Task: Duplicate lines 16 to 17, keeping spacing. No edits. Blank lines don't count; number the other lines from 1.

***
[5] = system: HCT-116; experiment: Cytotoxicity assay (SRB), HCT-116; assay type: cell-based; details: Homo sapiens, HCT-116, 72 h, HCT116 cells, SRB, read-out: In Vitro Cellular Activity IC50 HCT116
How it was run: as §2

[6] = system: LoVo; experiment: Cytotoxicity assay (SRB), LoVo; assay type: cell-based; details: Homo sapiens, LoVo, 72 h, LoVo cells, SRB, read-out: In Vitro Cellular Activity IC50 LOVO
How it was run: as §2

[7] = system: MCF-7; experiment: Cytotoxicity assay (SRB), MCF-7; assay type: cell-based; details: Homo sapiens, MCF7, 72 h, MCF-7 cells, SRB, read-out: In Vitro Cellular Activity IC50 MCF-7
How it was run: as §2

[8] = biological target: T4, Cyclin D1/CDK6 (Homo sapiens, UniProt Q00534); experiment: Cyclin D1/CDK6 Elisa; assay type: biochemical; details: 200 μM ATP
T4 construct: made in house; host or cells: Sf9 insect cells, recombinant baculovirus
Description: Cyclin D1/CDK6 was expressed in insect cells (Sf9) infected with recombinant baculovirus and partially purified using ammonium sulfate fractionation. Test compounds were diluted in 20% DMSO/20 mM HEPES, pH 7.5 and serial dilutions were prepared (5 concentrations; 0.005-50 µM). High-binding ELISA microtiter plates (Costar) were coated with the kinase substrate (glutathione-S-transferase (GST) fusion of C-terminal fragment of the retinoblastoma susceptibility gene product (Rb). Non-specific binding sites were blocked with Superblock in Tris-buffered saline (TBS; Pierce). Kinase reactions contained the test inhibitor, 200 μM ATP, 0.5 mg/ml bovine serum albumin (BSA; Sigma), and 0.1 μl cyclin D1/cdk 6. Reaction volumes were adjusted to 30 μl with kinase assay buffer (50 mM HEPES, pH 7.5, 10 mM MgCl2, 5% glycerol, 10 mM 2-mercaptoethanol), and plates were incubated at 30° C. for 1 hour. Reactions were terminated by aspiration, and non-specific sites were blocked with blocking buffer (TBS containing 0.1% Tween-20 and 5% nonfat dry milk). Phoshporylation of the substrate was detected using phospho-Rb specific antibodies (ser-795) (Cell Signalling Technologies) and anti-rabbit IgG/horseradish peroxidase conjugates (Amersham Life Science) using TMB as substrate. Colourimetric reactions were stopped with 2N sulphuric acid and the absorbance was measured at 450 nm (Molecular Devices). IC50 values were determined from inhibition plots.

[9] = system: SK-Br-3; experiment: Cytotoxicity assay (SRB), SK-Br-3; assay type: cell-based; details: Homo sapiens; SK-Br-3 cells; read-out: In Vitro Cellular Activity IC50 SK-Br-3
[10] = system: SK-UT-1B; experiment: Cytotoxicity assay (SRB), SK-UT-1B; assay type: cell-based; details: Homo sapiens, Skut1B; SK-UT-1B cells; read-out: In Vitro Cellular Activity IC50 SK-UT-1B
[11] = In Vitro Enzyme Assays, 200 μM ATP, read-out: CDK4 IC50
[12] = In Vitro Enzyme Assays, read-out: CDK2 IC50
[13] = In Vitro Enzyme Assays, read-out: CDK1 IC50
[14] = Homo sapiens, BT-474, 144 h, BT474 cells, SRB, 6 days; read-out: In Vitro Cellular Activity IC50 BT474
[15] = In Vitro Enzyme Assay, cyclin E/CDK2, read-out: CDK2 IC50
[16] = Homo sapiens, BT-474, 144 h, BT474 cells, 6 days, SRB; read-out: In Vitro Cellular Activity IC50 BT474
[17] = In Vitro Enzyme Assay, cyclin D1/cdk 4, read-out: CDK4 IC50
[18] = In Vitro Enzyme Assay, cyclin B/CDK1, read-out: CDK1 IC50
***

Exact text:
[15] = In Vitro Enzyme Assay, cyclin E/CDK2, read-out: CDK2 IC50
[16] = Homo sapiens, BT-474, 144 h, BT474 cells, 6 days, SRB; read-out: In Vitro Cellular Activity IC50 BT474